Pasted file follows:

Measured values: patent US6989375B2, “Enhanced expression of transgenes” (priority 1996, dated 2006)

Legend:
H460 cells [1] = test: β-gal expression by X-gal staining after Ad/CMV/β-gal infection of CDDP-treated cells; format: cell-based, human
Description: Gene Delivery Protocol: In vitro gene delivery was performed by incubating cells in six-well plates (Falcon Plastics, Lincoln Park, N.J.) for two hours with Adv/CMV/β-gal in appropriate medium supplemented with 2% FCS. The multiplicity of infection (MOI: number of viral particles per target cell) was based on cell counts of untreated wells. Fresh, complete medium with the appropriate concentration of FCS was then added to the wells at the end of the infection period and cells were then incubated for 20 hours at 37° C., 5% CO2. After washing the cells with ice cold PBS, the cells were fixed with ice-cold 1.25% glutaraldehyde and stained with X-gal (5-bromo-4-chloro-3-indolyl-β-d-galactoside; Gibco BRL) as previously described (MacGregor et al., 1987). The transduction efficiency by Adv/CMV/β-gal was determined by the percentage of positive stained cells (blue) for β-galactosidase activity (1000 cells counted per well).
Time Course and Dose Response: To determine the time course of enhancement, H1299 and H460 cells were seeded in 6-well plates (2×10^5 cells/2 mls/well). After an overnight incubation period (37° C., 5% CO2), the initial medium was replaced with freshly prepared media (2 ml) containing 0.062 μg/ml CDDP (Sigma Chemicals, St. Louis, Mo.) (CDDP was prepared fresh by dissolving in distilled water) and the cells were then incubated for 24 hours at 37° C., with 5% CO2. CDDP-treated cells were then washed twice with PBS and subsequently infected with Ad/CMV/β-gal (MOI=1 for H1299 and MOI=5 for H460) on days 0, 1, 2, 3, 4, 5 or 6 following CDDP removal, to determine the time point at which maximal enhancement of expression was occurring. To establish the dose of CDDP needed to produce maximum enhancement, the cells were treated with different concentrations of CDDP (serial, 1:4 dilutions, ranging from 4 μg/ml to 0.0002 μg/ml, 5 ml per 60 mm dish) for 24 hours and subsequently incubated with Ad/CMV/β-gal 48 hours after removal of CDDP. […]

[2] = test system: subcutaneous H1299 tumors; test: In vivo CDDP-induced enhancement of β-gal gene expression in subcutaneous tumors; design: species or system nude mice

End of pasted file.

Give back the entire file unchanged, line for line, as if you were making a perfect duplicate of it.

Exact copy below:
Measured values: patent US6989375B2, “Enhanced expression of transgenes” (priority 1996, dated 2006)

Legend:
H460 cells [1] = test: β-gal expression by X-gal staining after Ad/CMV/β-gal infection of CDDP-treated cells; format: cell-based, human
Description: Gene Delivery Protocol: In vitro gene delivery was performed by incubating cells in six-well plates (Falcon Plastics, Lincoln Park, N.J.) for two hours with Adv/CMV/β-gal in appropriate medium supplemented with 2% FCS. The multiplicity of infection (MOI: number of viral particles per target cell) was based on cell counts of untreated wells. Fresh, complete medium with the appropriate concentration of FCS was then added to the wells at the end of the infection period and cells were then incubated for 20 hours at 37° C., 5% CO2. After washing the cells with ice cold PBS, the cells were fixed with ice-cold 1.25% glutaraldehyde and stained with X-gal (5-bromo-4-chloro-3-indolyl-β-d-galactoside; Gibco BRL) as previously described (MacGregor et al., 1987). The transduction efficiency by Adv/CMV/β-gal was determined by the percentage of positive stained cells (blue) for β-galactosidase activity (1000 cells counted per well).
Time Course and Dose Response: To determine the time course of enhancement, H1299 and H460 cells were seeded in 6-well plates (2×10^5 cells/2 mls/well). After an overnight incubation period (37° C., 5% CO2), the initial medium was replaced with freshly prepared media (2 ml) containing 0.062 μg/ml CDDP (Sigma Chemicals, St. Louis, Mo.) (CDDP was prepared fresh by dissolving in distilled water) and the cells were then incubated for 24 hours at 37° C., with 5% CO2. CDDP-treated cells were then washed twice with PBS and subsequently infected with Ad/CMV/β-gal (MOI=1 for H1299 and MOI=5 for H460) on days 0, 1, 2, 3, 4, 5 or 6 following CDDP removal, to determine the time point at which maximal enhancement of expression was occurring. To establish the dose of CDDP needed to produce maximum enhancement, the cells were treated with different concentrations of CDDP (serial, 1:4 dilutions, ranging from 4 μg/ml to 0.0002 μg/ml, 5 ml per 60 mm dish) for 24 hours and subsequently incubated with Ad/CMV/β-gal 48 hours after removal of CDDP. […]

[2] = test system: subcutaneous H1299 tumors; test: In vivo CDDP-induced enhancement of β-gal gene expression in subcutaneous tumors; design: species or system nude mice